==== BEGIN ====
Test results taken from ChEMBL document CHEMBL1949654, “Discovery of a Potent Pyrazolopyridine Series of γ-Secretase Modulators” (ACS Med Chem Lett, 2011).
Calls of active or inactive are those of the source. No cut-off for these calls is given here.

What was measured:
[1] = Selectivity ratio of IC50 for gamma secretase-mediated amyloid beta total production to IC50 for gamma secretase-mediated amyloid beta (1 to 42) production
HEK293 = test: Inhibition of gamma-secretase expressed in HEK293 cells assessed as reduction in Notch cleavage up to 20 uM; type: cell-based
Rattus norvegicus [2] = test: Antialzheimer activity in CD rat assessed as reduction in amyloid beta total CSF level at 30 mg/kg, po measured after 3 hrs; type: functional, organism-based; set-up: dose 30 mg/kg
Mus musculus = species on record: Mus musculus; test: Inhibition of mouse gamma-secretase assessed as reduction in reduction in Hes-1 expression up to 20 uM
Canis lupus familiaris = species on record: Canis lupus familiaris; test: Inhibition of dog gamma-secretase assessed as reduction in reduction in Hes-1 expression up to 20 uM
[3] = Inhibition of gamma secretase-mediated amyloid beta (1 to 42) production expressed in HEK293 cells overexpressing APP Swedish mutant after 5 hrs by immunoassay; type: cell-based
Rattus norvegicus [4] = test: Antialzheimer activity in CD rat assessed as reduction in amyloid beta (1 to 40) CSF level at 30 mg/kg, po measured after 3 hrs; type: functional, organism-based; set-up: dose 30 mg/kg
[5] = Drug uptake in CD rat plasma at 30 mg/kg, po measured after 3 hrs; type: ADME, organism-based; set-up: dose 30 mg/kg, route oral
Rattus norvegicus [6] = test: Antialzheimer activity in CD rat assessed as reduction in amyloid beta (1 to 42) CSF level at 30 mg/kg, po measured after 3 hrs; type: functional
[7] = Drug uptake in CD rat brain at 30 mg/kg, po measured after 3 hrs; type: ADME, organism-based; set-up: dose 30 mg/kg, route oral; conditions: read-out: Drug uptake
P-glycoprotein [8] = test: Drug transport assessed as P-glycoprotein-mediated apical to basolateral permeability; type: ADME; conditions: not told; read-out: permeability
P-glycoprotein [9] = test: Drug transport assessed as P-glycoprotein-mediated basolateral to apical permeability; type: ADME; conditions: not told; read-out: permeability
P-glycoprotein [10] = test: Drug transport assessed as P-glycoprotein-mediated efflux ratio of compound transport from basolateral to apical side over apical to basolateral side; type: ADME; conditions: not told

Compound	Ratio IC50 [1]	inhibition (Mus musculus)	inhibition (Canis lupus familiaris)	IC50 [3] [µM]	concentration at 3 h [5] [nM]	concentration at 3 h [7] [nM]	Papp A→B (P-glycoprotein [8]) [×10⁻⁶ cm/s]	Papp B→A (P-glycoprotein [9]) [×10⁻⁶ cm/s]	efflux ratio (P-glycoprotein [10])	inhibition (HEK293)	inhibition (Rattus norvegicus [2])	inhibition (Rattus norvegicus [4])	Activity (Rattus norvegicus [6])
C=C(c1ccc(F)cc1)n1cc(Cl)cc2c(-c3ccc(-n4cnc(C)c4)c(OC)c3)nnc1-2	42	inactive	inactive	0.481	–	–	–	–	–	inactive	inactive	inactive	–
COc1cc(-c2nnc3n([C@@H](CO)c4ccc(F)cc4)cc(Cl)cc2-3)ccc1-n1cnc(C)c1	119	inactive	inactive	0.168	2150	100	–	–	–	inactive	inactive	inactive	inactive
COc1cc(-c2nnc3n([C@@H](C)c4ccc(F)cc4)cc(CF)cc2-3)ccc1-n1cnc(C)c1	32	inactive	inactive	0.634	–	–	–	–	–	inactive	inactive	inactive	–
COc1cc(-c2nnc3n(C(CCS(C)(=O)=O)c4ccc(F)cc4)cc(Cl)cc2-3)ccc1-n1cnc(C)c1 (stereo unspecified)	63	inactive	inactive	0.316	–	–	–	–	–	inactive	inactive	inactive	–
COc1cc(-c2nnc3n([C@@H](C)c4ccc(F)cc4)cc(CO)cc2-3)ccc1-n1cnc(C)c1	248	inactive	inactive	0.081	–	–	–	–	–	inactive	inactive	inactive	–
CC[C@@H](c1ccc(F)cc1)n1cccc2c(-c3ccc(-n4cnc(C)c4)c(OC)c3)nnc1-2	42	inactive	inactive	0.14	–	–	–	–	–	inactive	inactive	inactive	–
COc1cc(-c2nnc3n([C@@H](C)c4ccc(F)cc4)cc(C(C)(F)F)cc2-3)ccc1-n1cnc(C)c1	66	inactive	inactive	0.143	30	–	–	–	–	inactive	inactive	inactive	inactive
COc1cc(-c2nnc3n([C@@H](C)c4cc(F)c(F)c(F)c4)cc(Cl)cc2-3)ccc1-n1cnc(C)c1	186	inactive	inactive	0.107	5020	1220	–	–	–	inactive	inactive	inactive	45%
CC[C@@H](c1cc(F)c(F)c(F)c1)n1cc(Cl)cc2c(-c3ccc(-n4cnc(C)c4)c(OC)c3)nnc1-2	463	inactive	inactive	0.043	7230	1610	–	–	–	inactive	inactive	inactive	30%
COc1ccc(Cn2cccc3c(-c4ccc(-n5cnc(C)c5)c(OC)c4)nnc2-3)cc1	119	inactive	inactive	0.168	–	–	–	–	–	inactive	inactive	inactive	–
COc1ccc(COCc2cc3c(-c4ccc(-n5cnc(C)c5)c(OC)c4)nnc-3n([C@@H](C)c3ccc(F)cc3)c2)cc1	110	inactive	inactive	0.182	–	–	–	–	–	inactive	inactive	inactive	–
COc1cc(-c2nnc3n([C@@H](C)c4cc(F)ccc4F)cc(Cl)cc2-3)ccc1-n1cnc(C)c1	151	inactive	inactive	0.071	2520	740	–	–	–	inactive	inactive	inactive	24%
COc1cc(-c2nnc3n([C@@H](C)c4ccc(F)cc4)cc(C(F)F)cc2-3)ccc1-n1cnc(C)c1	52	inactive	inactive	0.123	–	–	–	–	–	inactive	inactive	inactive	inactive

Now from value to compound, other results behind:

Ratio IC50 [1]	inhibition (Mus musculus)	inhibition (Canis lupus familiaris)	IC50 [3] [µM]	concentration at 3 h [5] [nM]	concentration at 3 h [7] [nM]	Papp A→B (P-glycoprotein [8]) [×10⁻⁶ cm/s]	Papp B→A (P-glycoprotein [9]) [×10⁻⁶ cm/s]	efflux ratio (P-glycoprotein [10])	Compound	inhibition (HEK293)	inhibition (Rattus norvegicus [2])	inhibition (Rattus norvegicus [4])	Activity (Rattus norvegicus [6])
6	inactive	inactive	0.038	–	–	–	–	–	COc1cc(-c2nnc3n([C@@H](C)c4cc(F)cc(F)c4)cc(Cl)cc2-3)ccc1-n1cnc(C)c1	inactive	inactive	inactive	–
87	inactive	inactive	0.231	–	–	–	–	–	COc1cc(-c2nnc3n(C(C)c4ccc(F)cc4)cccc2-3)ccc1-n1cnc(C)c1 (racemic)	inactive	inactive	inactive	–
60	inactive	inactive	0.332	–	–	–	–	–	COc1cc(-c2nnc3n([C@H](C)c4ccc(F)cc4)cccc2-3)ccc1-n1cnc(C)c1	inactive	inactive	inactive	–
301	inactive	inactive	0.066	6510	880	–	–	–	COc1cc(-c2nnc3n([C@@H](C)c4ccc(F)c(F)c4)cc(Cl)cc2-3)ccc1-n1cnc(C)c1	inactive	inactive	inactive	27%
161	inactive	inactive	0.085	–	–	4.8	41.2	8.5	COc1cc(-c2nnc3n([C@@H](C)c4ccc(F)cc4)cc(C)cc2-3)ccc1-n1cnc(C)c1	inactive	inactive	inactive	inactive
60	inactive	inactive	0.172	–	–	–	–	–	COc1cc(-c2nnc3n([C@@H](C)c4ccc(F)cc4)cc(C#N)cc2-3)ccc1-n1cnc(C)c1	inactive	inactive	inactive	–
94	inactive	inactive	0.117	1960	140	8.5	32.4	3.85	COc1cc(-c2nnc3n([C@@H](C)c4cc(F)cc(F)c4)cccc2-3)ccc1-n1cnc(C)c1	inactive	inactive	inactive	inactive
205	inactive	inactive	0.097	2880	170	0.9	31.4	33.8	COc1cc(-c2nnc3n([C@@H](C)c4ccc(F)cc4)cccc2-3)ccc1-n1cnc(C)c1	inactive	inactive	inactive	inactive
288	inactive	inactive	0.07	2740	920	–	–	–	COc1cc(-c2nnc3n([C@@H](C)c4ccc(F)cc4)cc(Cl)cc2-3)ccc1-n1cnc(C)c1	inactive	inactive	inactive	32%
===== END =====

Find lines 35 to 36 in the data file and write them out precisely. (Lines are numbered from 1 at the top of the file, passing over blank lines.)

60	inactive	inactive	0.332	–	–	–	–	–	COc1cc(-c2nnc3n([C@H](C)c4ccc(F)cc4)cccc2-3)ccc1-n1cnc(C)c1	inactive	inactive	inactive	–
301	inactive	inactive	0.066	6510	880	–	–	–	COc1cc(-c2nnc3n([C@@H](C)c4ccc(F)c(F)c4)cc(Cl)cc2-3)ccc1-n1cnc(C)c1	inactive	inactive	inactive	27%